One of the products, using tea leaves from Chiba Prefecture, contained 2,720 becquerels of cesium per kilogram, far above the government-set limit of 500 becquerels, the Health, Labor and Welfare Ministry said Friday.
The three other products, made with tea leaves from Saitama Prefecture, were found to contain between 800 and 1,530 becquerels of cesium. It is the first time cesium exceeding the maximum limit has been detected in Saitama tea leaves.
The amount of radioactive cesium ejected by the Fukushima reactor meltdowns is about 168 times higher than that emitted in the atomic bombing of Hiroshima, the government’s nuclear watchdog said Friday.
The Nuclear and Industrial Safety Agency provided the estimate at the request of a Diet panel but noted that making a simple comparison between an instantaneous bomb blast and a long-term accidental leak is problematic and could lead to "irrelevant" results.
The report said the crippled Fukushima No. 1 plant has released 15,000 terabecquerels of cesium-137, which lingers for decades and can cause cancer, compared with the 89 terabecquerels released by the U.S. atomic bombing of Hiroshima.
A research agency in Fukushima Prefecture has begun testing about 110 varieties of Japanese and foreign rice in a search for strains that absorb less radioactive cesium from the soil.
The project, which was initiated by the Fukushima Agricultural Technology Center in Koriyama, after the meltdowns and explosions at the Fukushima No. 1 power plant, is unprecedented in that no research has ever been done on rice grown on land tainted by relatively high amounts of radioactive matter, the center’s research team said.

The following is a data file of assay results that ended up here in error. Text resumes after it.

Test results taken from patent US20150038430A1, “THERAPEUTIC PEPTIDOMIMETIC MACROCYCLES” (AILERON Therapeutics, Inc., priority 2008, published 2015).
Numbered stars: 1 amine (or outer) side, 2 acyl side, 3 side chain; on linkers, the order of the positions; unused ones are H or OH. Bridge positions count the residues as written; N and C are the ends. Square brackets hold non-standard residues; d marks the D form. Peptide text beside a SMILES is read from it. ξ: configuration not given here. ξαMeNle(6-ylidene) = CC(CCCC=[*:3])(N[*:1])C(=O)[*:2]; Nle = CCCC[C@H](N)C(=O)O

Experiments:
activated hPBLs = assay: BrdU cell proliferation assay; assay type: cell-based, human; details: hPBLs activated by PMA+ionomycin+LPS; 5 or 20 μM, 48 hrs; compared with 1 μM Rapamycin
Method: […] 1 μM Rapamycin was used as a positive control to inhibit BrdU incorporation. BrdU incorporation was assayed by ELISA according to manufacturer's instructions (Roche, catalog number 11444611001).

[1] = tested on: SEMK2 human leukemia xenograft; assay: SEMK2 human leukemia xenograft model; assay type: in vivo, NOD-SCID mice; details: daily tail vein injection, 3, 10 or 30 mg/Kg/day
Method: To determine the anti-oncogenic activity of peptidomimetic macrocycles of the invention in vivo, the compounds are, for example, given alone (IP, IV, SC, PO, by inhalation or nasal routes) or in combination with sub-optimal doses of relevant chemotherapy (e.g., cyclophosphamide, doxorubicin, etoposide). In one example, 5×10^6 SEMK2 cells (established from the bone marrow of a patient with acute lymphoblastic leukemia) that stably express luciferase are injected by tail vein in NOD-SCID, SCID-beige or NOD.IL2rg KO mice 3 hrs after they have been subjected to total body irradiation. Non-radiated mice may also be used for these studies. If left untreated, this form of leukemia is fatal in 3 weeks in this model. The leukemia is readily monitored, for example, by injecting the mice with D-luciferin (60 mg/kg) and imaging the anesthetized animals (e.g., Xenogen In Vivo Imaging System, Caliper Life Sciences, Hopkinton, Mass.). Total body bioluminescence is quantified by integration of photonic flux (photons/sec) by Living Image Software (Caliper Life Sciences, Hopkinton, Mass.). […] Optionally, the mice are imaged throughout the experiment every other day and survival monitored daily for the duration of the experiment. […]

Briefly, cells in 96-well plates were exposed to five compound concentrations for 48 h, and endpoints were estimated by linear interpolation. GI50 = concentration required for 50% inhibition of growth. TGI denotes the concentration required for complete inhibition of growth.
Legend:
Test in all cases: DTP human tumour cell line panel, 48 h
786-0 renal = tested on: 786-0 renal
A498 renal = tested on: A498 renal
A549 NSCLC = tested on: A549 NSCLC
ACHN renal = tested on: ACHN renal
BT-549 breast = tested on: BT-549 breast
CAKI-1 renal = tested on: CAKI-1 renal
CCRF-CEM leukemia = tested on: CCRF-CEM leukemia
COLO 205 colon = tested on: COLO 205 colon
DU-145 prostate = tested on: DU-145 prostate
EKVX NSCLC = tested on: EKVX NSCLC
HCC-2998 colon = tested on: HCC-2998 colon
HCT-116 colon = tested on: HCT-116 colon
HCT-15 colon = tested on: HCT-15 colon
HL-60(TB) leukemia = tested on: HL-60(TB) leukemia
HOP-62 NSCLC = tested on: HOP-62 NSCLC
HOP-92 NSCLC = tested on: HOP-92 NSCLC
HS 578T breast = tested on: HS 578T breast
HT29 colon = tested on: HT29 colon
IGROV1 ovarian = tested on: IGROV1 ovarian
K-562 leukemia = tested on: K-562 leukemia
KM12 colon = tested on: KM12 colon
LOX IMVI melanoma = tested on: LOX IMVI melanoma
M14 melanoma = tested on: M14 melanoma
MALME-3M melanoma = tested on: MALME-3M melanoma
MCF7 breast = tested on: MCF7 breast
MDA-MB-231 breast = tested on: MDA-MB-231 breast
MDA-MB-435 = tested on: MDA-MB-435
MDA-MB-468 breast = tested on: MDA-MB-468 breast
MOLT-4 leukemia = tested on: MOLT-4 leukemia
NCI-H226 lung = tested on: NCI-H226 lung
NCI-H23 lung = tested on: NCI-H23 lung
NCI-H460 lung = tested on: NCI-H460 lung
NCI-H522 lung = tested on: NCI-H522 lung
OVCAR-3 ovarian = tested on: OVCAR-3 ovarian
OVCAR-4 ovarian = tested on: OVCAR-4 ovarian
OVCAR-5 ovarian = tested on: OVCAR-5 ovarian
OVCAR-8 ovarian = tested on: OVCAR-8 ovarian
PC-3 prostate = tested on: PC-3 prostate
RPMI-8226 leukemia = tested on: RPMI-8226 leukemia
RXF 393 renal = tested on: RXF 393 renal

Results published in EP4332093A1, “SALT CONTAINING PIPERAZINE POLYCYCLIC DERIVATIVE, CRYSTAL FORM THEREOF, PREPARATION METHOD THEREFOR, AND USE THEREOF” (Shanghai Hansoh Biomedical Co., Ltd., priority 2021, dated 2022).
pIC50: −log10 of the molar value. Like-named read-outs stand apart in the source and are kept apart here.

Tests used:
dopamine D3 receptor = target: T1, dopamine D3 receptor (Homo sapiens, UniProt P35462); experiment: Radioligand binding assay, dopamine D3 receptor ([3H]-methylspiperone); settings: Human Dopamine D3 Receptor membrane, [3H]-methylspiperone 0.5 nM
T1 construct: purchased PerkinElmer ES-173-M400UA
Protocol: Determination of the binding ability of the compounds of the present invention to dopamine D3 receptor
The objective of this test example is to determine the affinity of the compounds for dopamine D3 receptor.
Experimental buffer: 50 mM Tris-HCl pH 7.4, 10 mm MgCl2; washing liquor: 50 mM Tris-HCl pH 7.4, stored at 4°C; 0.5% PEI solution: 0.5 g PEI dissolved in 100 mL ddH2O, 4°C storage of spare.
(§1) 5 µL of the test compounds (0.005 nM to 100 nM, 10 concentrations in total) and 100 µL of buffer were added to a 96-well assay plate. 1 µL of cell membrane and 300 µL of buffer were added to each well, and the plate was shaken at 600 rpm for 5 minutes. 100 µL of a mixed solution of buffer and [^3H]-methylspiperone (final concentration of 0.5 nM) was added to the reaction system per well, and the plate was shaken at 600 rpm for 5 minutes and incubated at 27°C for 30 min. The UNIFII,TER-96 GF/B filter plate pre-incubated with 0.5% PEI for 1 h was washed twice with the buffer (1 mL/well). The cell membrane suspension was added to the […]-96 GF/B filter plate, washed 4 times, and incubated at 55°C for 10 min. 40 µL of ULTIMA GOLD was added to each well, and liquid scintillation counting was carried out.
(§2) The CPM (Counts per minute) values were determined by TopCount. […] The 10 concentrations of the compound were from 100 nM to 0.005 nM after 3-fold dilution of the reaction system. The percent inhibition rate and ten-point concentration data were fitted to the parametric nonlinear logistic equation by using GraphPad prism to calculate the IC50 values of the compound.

The research is important since the radioactive fallout from the Tokyo Electric Power Co. plant will likely disrupt rice farming in nearby areas for years to come, it said.
The rice harvest is traditionally a time of festivities celebrated even by the Emperor, as farmers reap the rewards of four months of labor in a 2,000-year-old tradition. But not this year, with radiation seeping into the soil.
Farmers growing half of the nation’s rice crop are awaiting the results of tests to see if their produce has been contaminated by radiation from Tokyo Electric Power Co.’s wrecked Fukushima No. 1 nuclear plant. Rice, used in almost all meals and the key ingredient in sake, is being tested before the harvest starts this month. Radiation exceeding safety levels has so far been found in produce including spinach, tea and beef.
Shigehide Oki, a 61-year-old farmer near Tokyo, this week passed the first hurdle after a preliminary round of tests showed no trace elements of radioactive cesium, the main source of concern. Losing his crop of about 80 tons of rice would "destroy" him, he said.
Radiation fallout from the wrecked Fukushima nuclear plant poses a growing threat to Japan’s food chain as unsafe levels of cesium found in beef on supermarket shelves were also detected in more vegetables and the ocean.
More than 2,600 cattle have been contaminated, Kyodo News reported July 23, after the Miyagi local government said 1,183 cattle at 58 farms were fed hay containing radioactive cesium before being shipped to meat markets.
Agriculture Minister Michihiko Kano has said officials didn’t foresee that farmers might ship contaminated hay to cattle ranchers. That highlights the government’s inability to think ahead and to act, said Mariko Sano, secretary general for Shufuren, a housewives organization in Tokyo.
“The government is so slow to move,” Sano said. “They’ve done little to ensure food safety.”